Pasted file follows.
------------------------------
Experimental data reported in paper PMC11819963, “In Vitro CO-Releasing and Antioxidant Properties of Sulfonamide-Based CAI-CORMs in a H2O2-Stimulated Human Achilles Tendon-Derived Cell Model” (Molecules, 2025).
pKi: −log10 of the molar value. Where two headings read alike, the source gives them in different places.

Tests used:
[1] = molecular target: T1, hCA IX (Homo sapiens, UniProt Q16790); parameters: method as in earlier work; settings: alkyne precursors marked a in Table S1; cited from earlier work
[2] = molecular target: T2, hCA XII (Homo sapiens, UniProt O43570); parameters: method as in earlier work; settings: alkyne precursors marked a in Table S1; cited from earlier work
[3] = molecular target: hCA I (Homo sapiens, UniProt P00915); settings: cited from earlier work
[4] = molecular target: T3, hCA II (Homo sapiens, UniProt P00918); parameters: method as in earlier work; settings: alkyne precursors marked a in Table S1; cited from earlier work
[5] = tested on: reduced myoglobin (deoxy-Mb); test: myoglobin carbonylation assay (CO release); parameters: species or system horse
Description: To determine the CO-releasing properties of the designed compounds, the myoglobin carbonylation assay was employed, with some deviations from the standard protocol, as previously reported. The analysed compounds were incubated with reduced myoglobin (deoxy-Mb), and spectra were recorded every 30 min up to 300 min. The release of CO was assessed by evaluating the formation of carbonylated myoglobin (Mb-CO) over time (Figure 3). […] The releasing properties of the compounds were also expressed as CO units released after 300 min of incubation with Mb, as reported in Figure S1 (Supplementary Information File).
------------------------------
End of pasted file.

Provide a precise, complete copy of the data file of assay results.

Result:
Experimental data reported in paper PMC11819963, “In Vitro CO-Releasing and Antioxidant Properties of Sulfonamide-Based CAI-CORMs in a H2O2-Stimulated Human Achilles Tendon-Derived Cell Model” (Molecules, 2025).
pKi: −log10 of the molar value. Where two headings read alike, the source gives them in different places.

Tests used:
[1] = molecular target: T1, hCA IX (Homo sapiens, UniProt Q16790); parameters: method as in earlier work; settings: alkyne precursors marked a in Table S1; cited from earlier work
[2] = molecular target: T2, hCA XII (Homo sapiens, UniProt O43570); parameters: method as in earlier work; settings: alkyne precursors marked a in Table S1; cited from earlier work
[3] = molecular target: hCA I (Homo sapiens, UniProt P00915); settings: cited from earlier work
[4] = molecular target: T3, hCA II (Homo sapiens, UniProt P00918); parameters: method as in earlier work; settings: alkyne precursors marked a in Table S1; cited from earlier work
[5] = tested on: reduced myoglobin (deoxy-Mb); test: myoglobin carbonylation assay (CO release); parameters: species or system horse
Description: To determine the CO-releasing properties of the designed compounds, the myoglobin carbonylation assay was employed, with some deviations from the standard protocol, as previously reported. The analysed compounds were incubated with reduced myoglobin (deoxy-Mb), and spectra were recorded every 30 min up to 300 min. The release of CO was assessed by evaluating the formation of carbonylated myoglobin (Mb-CO) over time (Figure 3). […] The releasing properties of the compounds were also expressed as CO units released after 300 min of incubation with Mb, as reported in Figure S1 (Supplementary Information File).